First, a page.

[64]           What we also recognise is that not all the people in poverty live in Communities First and not all of the people in Communities First are living in poverty. That’s why the Welsh Government has a mix of geographically targeted programmes and universal programmes, so we can pick up on both sides. Communities First, like many of our geographically targeted programmes, is a limited resource and we have to have a method of allocating it to those areas, and the Welsh index of multiple deprivation is one of those, albeit it slightly crude, ways of doing it, but we do use the top 10% of deprived communities as the best way to, at least, focus and target that amount of money. It does cover about 24% of the population of Wales.


[65]           Mike Hedges: I mean, as I say, I’m a great fan of Communities First and Flying Start and I’ve spoken and written quite extensively on my support for these. I think you were right that they can move outside the area. The only problem is that when they put their statistical returns in, you don’t accept work that’s being done for people who live outside the area; you’re looking for the number of people they’re helping living in the area. So, the person living next door, or opposite, although they’re being helped—and Communities First in Swansea East do an incredibly good job in most of the clusters; three of the four clusters, I’m very, very happy with what’s being done there—they do work, say, from the Plasmarl terraces, but those people who are probably amongst the most deprived living in the whole of Swansea East won’t count against your statistical return, will they?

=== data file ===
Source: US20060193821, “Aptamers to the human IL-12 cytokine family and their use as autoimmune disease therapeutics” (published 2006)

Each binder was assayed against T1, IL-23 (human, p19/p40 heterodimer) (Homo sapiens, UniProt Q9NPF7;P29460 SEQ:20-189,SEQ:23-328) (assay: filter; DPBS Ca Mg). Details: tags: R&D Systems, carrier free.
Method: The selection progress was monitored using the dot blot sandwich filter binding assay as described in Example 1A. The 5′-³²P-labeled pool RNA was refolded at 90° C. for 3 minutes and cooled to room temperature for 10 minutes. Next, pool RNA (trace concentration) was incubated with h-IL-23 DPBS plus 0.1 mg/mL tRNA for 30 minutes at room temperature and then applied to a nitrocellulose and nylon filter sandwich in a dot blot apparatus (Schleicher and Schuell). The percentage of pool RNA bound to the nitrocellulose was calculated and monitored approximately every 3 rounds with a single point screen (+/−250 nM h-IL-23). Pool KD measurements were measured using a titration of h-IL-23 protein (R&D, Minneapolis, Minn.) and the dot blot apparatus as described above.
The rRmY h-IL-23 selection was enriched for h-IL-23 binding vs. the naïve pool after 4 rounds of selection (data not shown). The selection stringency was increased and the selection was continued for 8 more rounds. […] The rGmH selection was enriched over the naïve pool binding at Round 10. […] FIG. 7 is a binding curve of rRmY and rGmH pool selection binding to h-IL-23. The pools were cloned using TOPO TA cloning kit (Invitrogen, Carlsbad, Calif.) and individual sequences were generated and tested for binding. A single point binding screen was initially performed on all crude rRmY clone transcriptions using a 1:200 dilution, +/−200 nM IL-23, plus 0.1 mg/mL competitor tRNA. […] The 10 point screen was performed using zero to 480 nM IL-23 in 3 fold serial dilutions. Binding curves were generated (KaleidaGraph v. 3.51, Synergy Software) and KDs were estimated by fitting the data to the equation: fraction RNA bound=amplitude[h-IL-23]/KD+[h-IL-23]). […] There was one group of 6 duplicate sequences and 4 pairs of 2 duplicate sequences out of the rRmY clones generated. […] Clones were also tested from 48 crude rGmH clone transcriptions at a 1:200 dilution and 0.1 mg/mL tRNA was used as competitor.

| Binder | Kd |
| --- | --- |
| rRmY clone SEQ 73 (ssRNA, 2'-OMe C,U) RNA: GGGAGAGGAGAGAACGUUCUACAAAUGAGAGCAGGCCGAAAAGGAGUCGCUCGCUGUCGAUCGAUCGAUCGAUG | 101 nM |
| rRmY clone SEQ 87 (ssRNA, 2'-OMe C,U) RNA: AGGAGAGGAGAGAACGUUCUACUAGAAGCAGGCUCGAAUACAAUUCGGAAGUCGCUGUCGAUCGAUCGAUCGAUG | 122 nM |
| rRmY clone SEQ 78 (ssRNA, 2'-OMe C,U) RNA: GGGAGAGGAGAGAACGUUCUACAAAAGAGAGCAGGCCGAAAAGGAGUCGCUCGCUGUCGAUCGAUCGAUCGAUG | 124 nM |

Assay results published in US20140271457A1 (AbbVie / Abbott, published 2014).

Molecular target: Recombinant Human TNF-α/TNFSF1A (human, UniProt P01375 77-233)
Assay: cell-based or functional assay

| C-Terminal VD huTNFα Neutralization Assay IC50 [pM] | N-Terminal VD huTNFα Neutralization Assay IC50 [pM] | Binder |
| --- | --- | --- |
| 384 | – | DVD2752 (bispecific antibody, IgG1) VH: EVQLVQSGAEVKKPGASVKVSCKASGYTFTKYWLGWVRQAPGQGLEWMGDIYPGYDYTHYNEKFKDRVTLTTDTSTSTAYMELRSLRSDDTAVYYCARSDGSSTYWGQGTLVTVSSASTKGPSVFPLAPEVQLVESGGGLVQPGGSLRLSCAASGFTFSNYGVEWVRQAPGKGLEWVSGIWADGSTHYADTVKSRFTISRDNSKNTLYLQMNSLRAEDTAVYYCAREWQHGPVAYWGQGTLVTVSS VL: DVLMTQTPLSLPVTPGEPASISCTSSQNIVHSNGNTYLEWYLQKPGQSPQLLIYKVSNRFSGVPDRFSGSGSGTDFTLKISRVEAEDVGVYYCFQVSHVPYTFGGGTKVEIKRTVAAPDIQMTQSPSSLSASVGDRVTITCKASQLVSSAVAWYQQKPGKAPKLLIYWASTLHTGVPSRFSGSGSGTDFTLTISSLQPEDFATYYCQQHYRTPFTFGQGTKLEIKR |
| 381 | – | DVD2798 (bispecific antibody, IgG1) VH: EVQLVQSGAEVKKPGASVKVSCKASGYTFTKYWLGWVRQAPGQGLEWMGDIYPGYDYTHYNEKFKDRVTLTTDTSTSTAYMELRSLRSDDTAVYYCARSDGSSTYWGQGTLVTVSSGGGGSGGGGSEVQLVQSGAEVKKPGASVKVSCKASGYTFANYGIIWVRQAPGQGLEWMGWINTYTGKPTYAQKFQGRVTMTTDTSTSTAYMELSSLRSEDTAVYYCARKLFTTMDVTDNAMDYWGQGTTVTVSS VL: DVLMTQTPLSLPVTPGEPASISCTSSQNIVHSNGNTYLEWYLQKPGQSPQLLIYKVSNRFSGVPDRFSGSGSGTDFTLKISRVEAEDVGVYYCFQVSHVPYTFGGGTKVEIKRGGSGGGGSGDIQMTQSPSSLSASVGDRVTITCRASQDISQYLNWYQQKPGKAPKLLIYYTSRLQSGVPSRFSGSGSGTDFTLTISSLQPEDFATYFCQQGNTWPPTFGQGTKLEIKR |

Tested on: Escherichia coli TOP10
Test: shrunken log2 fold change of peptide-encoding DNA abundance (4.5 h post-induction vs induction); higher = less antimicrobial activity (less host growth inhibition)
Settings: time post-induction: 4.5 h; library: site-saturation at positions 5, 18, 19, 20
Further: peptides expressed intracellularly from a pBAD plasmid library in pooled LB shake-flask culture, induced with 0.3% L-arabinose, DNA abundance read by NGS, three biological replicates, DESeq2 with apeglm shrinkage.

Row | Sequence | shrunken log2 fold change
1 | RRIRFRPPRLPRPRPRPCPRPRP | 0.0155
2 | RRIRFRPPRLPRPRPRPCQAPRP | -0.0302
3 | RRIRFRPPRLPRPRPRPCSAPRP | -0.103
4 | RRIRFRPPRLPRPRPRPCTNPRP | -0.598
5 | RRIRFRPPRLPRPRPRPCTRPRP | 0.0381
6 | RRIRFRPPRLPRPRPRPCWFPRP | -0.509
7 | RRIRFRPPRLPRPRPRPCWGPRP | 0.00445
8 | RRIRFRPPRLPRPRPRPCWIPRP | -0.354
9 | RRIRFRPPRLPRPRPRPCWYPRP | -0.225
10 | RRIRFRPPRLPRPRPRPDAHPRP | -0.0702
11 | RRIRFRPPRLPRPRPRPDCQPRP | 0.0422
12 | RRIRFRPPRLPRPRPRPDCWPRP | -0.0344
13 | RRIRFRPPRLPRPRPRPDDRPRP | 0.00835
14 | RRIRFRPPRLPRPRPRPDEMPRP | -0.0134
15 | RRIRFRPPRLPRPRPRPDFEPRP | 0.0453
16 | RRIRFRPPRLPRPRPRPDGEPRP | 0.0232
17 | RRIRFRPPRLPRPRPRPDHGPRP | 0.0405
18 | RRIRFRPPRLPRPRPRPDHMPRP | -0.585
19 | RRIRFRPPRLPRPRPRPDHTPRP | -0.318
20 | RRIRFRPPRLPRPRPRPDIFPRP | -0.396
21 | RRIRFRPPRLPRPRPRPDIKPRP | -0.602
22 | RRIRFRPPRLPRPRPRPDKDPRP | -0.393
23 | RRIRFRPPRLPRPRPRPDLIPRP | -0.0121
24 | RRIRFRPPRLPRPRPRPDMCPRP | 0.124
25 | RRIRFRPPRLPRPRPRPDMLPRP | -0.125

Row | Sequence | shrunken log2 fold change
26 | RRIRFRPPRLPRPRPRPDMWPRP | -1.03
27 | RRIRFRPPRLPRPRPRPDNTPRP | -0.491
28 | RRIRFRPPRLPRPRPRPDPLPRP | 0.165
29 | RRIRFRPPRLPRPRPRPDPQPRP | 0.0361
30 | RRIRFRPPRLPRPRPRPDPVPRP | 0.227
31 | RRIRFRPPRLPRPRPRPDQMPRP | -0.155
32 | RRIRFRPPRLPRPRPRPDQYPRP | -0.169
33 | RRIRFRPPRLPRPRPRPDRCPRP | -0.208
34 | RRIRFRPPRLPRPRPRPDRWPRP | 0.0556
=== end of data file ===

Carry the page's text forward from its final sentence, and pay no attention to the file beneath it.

[66]           Ms Marks: Not entirely. Some will, some won’t, but they’re still getting the help would be my point.


[67]           Mike Hedges: Yes.


[68]           Christine Chapman: We need to move on, but I just want—. Minister, you mentioned this report, because I know this has come up forever, this issue. You mentioned that you would be asking your officials to look into this. Any timescale? What is the timescale on this?


[69]           Lesley Griffiths: No. Well, it’ll have to be obviously before the end of the Assembly term, but I think we do need to—. As I say, it’s been a policy for a long time and I think any policy—. And, we’re having this evaluation now—I’m expecting the evaluation next month; I’m going to publish it by the end of the month—and I think that will help me. You know, as a new Minister coming into this portfolio, I think the evaluation coming out next month will really help me focus that, but, obviously, it will be a piece of work that will take place over the next 18 months.